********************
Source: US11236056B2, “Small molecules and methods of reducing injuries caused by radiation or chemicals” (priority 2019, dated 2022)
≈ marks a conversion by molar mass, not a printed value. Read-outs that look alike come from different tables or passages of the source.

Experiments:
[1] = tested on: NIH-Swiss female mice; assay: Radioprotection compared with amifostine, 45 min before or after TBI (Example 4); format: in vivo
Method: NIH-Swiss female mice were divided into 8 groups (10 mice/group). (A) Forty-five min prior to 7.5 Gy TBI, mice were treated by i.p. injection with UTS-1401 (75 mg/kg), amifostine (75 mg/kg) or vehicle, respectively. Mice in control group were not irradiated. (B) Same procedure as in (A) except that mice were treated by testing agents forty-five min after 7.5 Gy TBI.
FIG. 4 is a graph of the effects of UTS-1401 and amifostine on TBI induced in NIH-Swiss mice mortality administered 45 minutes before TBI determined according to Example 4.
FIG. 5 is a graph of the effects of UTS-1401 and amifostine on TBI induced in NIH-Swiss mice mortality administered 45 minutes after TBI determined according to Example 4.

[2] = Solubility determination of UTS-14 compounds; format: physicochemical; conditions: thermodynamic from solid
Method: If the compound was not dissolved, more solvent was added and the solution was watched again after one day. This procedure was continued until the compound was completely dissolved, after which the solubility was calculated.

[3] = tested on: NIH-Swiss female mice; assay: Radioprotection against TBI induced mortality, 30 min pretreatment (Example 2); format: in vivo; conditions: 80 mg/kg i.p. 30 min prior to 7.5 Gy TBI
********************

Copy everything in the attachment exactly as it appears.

Source: US11236056B2, “Small molecules and methods of reducing injuries caused by radiation or chemicals” (priority 2019, dated 2022)
≈ marks a conversion by molar mass, not a printed value. Read-outs that look alike come from different tables or passages of the source.

Experiments:
[1] = tested on: NIH-Swiss female mice; assay: Radioprotection compared with amifostine, 45 min before or after TBI (Example 4); format: in vivo
Method: NIH-Swiss female mice were divided into 8 groups (10 mice/group). (A) Forty-five min prior to 7.5 Gy TBI, mice were treated by i.p. injection with UTS-1401 (75 mg/kg), amifostine (75 mg/kg) or vehicle, respectively. Mice in control group were not irradiated. (B) Same procedure as in (A) except that mice were treated by testing agents forty-five min after 7.5 Gy TBI.
FIG. 4 is a graph of the effects of UTS-1401 and amifostine on TBI induced in NIH-Swiss mice mortality administered 45 minutes before TBI determined according to Example 4.
FIG. 5 is a graph of the effects of UTS-1401 and amifostine on TBI induced in NIH-Swiss mice mortality administered 45 minutes after TBI determined according to Example 4.

[2] = Solubility determination of UTS-14 compounds; format: physicochemical; conditions: thermodynamic from solid
Method: If the compound was not dissolved, more solvent was added and the solution was watched again after one day. This procedure was continued until the compound was completely dissolved, after which the solubility was calculated.

[3] = tested on: NIH-Swiss female mice; assay: Radioprotection against TBI induced mortality, 30 min pretreatment (Example 2); format: in vivo; conditions: 80 mg/kg i.p. 30 min prior to 7.5 Gy TBI